Dr Boucher: Yes.  Between the first meeting and the last meeting, he seemed more favourably disposed.  He now seems more interested in clauses 10, 13 and 14.

Lord Morrow: I do not want to misrepresent the Minister in any way.  He is more than capable of representing himself.  I do not want to speak for the Minister any more than he would want to speak for me, I suspect.

Mr Humphrey: I think that that might be the case.  Thank you.

Mr McCartney: I met you this morning, so I am perhaps asking a question that we spoke about then.  A big part of this is to make the best informed work at this.  I look at the list of respondents.  I know that there is an issue.  Maybe you will share it with the Committee.  Will you be able to furnish us with even a summary of their views, or are there issues?

Mr Mark Baillie (Christian Action Research and Education in Northern Ireland): I can give you that today.

Lord Morrow: We have done a fairly detailed and comprehensive report on the consultation.  We sent that report to the Committee and the Minister.  We are quite happy to provide a copy to anybody who wants one.

Mr McCartney: I know that it is a summary.  In a normal process of consultation, the Department would make the responses available for us to read through.  I am sure that we are all guilty sometimes of presenting what we feel is the best part of the argument for our argument and maybe leaving another part out.  We have to appraise all of it.  The process in the Oireachtas at Leinster House and the fact that it is examining this issue has been referred to.  It had 800 submissions and hours of evidence.  That is the type of task.  I am not saying that it will be on the same scale, but if we had summaries of responses, we might not have to call as many witnesses.  It is just to assist in that process.

Lord Morrow: The only issue around that, which we have to study carefully, is that respondents might feel that they are responding to us.  We might have to take a look at where that sits in respect of confidentiality and stuff like that.  I want to be as transparent as I possibly can, because this is a very important issue.  The more knowledge and information that we bring to it, the more it will help everybody to make decisions.  I can understand your question though.

The Chairperson: To reassure Mr McCartney and other Committee members, subject to the Assembly's letting this get to the detailed scrutiny level, we, as a Committee, will seek consultation responses.  We will take what Lord Morrow has furnished us with, but we will also seek responses.  I am keen to see the report from the Oireachtas's Justice Committee.  Gunilla has suggested other opportunities to get more information.  I want to give all members the best opportunity to get all the information that they need.  To that end, let me apologise for overlooking Mr Dickson, who wants some information.  Stewart will be the last member to speak.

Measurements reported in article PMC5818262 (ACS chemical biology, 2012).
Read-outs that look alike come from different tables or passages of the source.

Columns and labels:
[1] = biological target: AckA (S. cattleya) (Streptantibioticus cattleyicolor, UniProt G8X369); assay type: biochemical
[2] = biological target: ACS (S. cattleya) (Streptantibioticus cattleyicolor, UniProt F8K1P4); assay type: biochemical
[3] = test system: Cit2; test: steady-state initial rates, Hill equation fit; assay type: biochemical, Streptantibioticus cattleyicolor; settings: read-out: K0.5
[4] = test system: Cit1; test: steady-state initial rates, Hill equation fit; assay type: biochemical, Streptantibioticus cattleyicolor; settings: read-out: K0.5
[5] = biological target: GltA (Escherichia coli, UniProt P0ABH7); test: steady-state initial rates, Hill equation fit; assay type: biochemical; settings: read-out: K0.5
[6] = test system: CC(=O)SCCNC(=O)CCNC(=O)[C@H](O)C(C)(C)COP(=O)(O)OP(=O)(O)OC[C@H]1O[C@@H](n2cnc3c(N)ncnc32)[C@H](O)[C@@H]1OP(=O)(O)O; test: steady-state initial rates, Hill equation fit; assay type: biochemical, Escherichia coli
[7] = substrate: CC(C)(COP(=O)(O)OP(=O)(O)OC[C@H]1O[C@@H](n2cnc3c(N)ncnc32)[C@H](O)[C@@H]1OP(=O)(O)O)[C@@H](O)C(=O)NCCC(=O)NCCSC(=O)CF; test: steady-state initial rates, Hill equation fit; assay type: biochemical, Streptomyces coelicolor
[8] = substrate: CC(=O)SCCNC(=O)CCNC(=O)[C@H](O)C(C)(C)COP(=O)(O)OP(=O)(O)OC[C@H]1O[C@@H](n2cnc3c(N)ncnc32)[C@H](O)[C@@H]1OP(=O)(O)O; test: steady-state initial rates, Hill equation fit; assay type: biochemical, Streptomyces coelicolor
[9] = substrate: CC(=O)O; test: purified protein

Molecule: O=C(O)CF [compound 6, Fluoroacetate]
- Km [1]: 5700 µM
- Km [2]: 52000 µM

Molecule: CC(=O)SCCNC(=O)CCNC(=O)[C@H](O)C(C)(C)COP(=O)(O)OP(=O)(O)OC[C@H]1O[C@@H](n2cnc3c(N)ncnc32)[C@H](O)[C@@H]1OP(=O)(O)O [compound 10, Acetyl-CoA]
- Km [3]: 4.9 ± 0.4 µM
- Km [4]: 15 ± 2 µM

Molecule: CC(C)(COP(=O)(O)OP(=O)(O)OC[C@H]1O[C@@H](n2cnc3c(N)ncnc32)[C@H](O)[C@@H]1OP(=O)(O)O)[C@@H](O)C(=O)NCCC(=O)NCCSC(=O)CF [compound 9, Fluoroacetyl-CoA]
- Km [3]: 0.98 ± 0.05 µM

Mr Dickson: I genuinely appreciate the work that Lord Morrow and others have done to bring the Bill to this stage.  Have you analysed what might be described as the unintended consequences of the Bill?  There may be circumstances in which people — we are talking primarily about men, but there could be women as well — are identified to the police, and, therefore, to the wider public, for whom there will be a perfectly innocent explanation for the initial contact and, indeed, for whom there will be no prosecution.  However, all the same public opprobrium would follow those people.  In other words, can you protect the innocent?  Are there any unintended consequences of the particular nature of clause 6?

Secondly, I want to ask you about the jurisdictional issue.  A lot has been said about the need to ensure that what happens in the Republic of Ireland and Northern Ireland match one another for all the obvious reasons.  Likewise, given the further proximity of Northern Ireland — my home constituency, for example — to Scotland, where there does not seem to be the same intent to change the legislation, would it have the unintended consequence of people going on the ferry from Northern Ireland to Scotland for day trips for sex?

My third question, which perhaps Lord Morrow can answer directly, relates to clause 12 and the child-trafficking guardian proposal contained in it.  I sincerely welcome that; I think that it is absolutely spot on.  However, will you just clarify for me whether that is a justice issue or a health issue?

Dr Boucher: It is a health issue.

Mr Dickson: What has the Health Minister said to you about that?